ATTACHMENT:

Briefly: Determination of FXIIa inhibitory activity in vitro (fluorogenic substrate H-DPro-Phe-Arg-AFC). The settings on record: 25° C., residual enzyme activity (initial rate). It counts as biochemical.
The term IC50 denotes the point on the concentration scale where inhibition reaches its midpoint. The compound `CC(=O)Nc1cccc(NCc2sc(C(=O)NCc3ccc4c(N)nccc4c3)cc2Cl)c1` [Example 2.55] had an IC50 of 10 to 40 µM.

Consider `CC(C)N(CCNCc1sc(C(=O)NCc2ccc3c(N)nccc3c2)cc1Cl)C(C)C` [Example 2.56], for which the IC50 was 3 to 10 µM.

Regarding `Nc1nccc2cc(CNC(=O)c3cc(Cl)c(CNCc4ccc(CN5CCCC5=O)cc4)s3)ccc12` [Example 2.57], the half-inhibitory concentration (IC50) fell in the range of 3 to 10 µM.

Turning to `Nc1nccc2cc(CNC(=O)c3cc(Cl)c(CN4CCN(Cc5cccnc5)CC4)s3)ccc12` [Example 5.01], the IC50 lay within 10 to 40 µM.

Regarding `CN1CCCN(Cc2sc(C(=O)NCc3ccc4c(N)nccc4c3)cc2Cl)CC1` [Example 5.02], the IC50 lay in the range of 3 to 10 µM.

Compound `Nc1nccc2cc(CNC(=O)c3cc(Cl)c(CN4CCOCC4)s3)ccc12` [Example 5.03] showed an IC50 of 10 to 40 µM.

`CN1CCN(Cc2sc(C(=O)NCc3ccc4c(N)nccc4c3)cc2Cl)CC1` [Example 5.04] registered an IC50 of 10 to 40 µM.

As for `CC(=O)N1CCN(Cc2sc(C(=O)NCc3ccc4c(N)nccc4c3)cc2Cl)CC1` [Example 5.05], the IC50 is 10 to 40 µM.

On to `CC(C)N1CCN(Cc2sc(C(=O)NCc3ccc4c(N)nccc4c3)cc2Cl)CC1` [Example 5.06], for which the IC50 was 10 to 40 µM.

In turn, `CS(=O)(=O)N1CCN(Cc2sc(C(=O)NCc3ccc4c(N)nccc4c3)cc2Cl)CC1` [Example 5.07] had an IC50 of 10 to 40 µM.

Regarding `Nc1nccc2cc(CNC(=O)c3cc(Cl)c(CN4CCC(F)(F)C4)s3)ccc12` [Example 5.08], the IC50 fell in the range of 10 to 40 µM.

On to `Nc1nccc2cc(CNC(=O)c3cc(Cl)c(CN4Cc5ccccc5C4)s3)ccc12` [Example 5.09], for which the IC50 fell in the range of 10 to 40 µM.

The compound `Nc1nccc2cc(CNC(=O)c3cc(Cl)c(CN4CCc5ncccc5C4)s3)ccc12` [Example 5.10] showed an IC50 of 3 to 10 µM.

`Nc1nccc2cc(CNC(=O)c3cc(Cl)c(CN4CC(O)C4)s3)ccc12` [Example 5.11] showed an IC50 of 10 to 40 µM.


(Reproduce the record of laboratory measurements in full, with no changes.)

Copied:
Briefly: Determination of FXIIa inhibitory activity in vitro (fluorogenic substrate H-DPro-Phe-Arg-AFC). The settings on record: 25° C., residual enzyme activity (initial rate). It counts as biochemical.
The term IC50 denotes the point on the concentration scale where inhibition reaches its midpoint. The compound `CC(=O)Nc1cccc(NCc2sc(C(=O)NCc3ccc4c(N)nccc4c3)cc2Cl)c1` [Example 2.55] had an IC50 of 10 to 40 µM.

Consider `CC(C)N(CCNCc1sc(C(=O)NCc2ccc3c(N)nccc3c2)cc1Cl)C(C)C` [Example 2.56], for which the IC50 was 3 to 10 µM.

Regarding `Nc1nccc2cc(CNC(=O)c3cc(Cl)c(CNCc4ccc(CN5CCCC5=O)cc4)s3)ccc12` [Example 2.57], the half-inhibitory concentration (IC50) fell in the range of 3 to 10 µM.

Turning to `Nc1nccc2cc(CNC(=O)c3cc(Cl)c(CN4CCN(Cc5cccnc5)CC4)s3)ccc12` [Example 5.01], the IC50 lay within 10 to 40 µM.

Regarding `CN1CCCN(Cc2sc(C(=O)NCc3ccc4c(N)nccc4c3)cc2Cl)CC1` [Example 5.02], the IC50 lay in the range of 3 to 10 µM.

Compound `Nc1nccc2cc(CNC(=O)c3cc(Cl)c(CN4CCOCC4)s3)ccc12` [Example 5.03] showed an IC50 of 10 to 40 µM.

`CN1CCN(Cc2sc(C(=O)NCc3ccc4c(N)nccc4c3)cc2Cl)CC1` [Example 5.04] registered an IC50 of 10 to 40 µM.

As for `CC(=O)N1CCN(Cc2sc(C(=O)NCc3ccc4c(N)nccc4c3)cc2Cl)CC1` [Example 5.05], the IC50 is 10 to 40 µM.

On to `CC(C)N1CCN(Cc2sc(C(=O)NCc3ccc4c(N)nccc4c3)cc2Cl)CC1` [Example 5.06], for which the IC50 was 10 to 40 µM.

In turn, `CS(=O)(=O)N1CCN(Cc2sc(C(=O)NCc3ccc4c(N)nccc4c3)cc2Cl)CC1` [Example 5.07] had an IC50 of 10 to 40 µM.

Regarding `Nc1nccc2cc(CNC(=O)c3cc(Cl)c(CN4CCC(F)(F)C4)s3)ccc12` [Example 5.08], the IC50 fell in the range of 10 to 40 µM.

On to `Nc1nccc2cc(CNC(=O)c3cc(Cl)c(CN4Cc5ccccc5C4)s3)ccc12` [Example 5.09], for which the IC50 fell in the range of 10 to 40 µM.

The compound `Nc1nccc2cc(CNC(=O)c3cc(Cl)c(CN4CCc5ncccc5C4)s3)ccc12` [Example 5.10] showed an IC50 of 3 to 10 µM.

`Nc1nccc2cc(CNC(=O)c3cc(Cl)c(CN4CC(O)C4)s3)ccc12` [Example 5.11] showed an IC50 of 10 to 40 µM.